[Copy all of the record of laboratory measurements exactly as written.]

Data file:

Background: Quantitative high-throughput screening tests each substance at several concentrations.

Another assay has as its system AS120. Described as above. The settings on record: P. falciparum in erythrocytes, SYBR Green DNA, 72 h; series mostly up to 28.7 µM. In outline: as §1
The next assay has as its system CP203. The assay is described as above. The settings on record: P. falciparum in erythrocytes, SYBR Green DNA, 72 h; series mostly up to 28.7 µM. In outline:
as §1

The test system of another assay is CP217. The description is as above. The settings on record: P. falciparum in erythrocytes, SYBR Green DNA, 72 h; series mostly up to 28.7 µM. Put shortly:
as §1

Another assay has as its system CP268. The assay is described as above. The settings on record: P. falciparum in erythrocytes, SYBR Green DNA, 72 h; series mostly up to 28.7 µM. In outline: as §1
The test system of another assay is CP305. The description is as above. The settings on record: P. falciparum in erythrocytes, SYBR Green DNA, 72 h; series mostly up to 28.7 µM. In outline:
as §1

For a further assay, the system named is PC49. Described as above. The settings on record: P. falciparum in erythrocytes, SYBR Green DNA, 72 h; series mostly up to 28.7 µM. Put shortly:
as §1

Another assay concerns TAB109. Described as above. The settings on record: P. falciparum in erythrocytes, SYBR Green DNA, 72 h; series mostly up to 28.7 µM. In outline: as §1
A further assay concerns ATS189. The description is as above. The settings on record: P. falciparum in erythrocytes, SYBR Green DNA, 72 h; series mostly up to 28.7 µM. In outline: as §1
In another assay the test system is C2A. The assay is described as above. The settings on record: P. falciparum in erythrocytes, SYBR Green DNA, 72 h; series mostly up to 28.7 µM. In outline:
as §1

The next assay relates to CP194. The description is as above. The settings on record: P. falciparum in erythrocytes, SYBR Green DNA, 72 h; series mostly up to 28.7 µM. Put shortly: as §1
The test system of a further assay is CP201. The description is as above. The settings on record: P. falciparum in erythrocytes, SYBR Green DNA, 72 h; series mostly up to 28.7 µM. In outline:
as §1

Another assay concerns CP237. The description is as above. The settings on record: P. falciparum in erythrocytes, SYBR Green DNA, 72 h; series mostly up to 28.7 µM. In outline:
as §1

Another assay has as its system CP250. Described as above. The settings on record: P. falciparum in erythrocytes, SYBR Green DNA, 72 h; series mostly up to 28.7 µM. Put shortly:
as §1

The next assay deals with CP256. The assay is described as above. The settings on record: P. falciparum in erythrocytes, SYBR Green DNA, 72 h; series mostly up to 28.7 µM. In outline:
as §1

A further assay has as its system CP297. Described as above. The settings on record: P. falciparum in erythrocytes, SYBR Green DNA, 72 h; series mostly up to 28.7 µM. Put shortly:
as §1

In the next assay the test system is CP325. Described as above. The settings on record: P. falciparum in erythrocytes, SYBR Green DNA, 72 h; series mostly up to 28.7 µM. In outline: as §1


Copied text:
Background: Quantitative high-throughput screening tests each substance at several concentrations.

Another assay has as its system AS120. Described as above. The settings on record: P. falciparum in erythrocytes, SYBR Green DNA, 72 h; series mostly up to 28.7 µM. In outline: as §1
The next assay has as its system CP203. The assay is described as above. The settings on record: P. falciparum in erythrocytes, SYBR Green DNA, 72 h; series mostly up to 28.7 µM. In outline:
as §1

The test system of another assay is CP217. The description is as above. The settings on record: P. falciparum in erythrocytes, SYBR Green DNA, 72 h; series mostly up to 28.7 µM. Put shortly:
as §1

Another assay has as its system CP268. The assay is described as above. The settings on record: P. falciparum in erythrocytes, SYBR Green DNA, 72 h; series mostly up to 28.7 µM. In outline: as §1
The test system of another assay is CP305. The description is as above. The settings on record: P. falciparum in erythrocytes, SYBR Green DNA, 72 h; series mostly up to 28.7 µM. In outline:
as §1

For a further assay, the system named is PC49. Described as above. The settings on record: P. falciparum in erythrocytes, SYBR Green DNA, 72 h; series mostly up to 28.7 µM. Put shortly:
as §1

Another assay concerns TAB109. Described as above. The settings on record: P. falciparum in erythrocytes, SYBR Green DNA, 72 h; series mostly up to 28.7 µM. In outline: as §1
A further assay concerns ATS189. The description is as above. The settings on record: P. falciparum in erythrocytes, SYBR Green DNA, 72 h; series mostly up to 28.7 µM. In outline: as §1
In another assay the test system is C2A. The assay is described as above. The settings on record: P. falciparum in erythrocytes, SYBR Green DNA, 72 h; series mostly up to 28.7 µM. In outline:
as §1

The next assay relates to CP194. The description is as above. The settings on record: P. falciparum in erythrocytes, SYBR Green DNA, 72 h; series mostly up to 28.7 µM. Put shortly: as §1
The test system of a further assay is CP201. The description is as above. The settings on record: P. falciparum in erythrocytes, SYBR Green DNA, 72 h; series mostly up to 28.7 µM. In outline:
as §1

Another assay concerns CP237. The description is as above. The settings on record: P. falciparum in erythrocytes, SYBR Green DNA, 72 h; series mostly up to 28.7 µM. In outline:
as §1

Another assay has as its system CP250. Described as above. The settings on record: P. falciparum in erythrocytes, SYBR Green DNA, 72 h; series mostly up to 28.7 µM. Put shortly:
as §1

The next assay deals with CP256. The assay is described as above. The settings on record: P. falciparum in erythrocytes, SYBR Green DNA, 72 h; series mostly up to 28.7 µM. In outline:
as §1

A further assay has as its system CP297. Described as above. The settings on record: P. falciparum in erythrocytes, SYBR Green DNA, 72 h; series mostly up to 28.7 µM. Put shortly:
as §1

In the next assay the test system is CP325. Described as above. The settings on record: P. falciparum in erythrocytes, SYBR Green DNA, 72 h; series mostly up to 28.7 µM. In outline: as §1